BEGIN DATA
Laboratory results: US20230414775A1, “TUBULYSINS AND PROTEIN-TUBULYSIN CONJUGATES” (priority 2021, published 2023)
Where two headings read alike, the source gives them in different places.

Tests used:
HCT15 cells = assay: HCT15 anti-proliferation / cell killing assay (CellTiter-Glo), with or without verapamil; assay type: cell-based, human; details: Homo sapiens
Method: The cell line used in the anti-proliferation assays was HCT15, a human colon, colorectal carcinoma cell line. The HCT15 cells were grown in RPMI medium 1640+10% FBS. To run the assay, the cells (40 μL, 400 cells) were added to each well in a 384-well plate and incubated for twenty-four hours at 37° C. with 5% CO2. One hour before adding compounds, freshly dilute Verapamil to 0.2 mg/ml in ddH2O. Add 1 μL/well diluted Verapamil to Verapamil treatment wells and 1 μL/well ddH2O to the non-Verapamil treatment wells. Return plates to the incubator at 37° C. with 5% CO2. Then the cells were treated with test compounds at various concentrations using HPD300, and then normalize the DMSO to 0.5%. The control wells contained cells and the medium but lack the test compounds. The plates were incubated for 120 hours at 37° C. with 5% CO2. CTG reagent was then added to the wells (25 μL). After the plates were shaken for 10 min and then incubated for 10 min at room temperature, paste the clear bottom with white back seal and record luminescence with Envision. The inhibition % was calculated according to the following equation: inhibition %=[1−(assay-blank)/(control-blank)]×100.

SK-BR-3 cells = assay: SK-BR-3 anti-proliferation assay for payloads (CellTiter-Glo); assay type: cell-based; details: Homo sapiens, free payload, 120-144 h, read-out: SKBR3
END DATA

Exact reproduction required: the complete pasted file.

Laboratory results: US20230414775A1, “TUBULYSINS AND PROTEIN-TUBULYSIN CONJUGATES” (priority 2021, published 2023)
Where two headings read alike, the source gives them in different places.

Tests used:
HCT15 cells = assay: HCT15 anti-proliferation / cell killing assay (CellTiter-Glo), with or without verapamil; assay type: cell-based, human; details: Homo sapiens
Method: The cell line used in the anti-proliferation assays was HCT15, a human colon, colorectal carcinoma cell line. The HCT15 cells were grown in RPMI medium 1640+10% FBS. To run the assay, the cells (40 μL, 400 cells) were added to each well in a 384-well plate and incubated for twenty-four hours at 37° C. with 5% CO2. One hour before adding compounds, freshly dilute Verapamil to 0.2 mg/ml in ddH2O. Add 1 μL/well diluted Verapamil to Verapamil treatment wells and 1 μL/well ddH2O to the non-Verapamil treatment wells. Return plates to the incubator at 37° C. with 5% CO2. Then the cells were treated with test compounds at various concentrations using HPD300, and then normalize the DMSO to 0.5%. The control wells contained cells and the medium but lack the test compounds. The plates were incubated for 120 hours at 37° C. with 5% CO2. CTG reagent was then added to the wells (25 μL). After the plates were shaken for 10 min and then incubated for 10 min at room temperature, paste the clear bottom with white back seal and record luminescence with Envision. The inhibition % was calculated according to the following equation: inhibition %=[1−(assay-blank)/(control-blank)]×100.

SK-BR-3 cells = assay: SK-BR-3 anti-proliferation assay for payloads (CellTiter-Glo); assay type: cell-based; details: Homo sapiens, free payload, 120-144 h, read-out: SKBR3